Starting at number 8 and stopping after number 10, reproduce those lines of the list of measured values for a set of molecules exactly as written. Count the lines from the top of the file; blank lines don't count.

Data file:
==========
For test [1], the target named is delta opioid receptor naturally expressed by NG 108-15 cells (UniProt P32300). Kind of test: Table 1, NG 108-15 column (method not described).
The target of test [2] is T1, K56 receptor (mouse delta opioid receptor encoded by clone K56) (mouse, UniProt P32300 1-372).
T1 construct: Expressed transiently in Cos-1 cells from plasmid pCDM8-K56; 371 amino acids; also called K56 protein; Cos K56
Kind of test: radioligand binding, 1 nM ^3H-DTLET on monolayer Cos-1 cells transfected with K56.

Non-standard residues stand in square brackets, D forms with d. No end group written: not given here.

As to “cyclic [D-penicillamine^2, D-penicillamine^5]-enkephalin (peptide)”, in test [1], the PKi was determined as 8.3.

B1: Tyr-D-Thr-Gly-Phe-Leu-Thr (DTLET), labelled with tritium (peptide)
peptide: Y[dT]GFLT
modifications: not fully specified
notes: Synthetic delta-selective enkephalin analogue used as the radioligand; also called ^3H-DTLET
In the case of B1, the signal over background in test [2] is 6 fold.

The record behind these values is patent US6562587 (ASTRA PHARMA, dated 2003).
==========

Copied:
peptide: Y[dT]GFLT
modifications: not fully specified
notes: Synthetic delta-selective enkephalin analogue used as the radioligand; also called ^3H-DTLET